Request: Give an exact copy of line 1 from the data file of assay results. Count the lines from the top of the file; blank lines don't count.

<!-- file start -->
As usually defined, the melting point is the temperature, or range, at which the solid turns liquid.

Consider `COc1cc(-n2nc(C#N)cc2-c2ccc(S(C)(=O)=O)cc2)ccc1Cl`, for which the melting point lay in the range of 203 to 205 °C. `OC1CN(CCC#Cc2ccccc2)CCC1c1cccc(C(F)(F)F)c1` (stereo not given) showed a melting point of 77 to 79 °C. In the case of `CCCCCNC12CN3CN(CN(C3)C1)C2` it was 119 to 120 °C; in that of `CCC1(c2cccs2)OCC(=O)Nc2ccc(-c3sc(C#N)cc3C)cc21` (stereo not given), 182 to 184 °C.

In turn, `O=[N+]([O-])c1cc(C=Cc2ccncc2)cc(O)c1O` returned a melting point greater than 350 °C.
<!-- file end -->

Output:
As usually defined, the melting point is the temperature, or range, at which the solid turns liquid.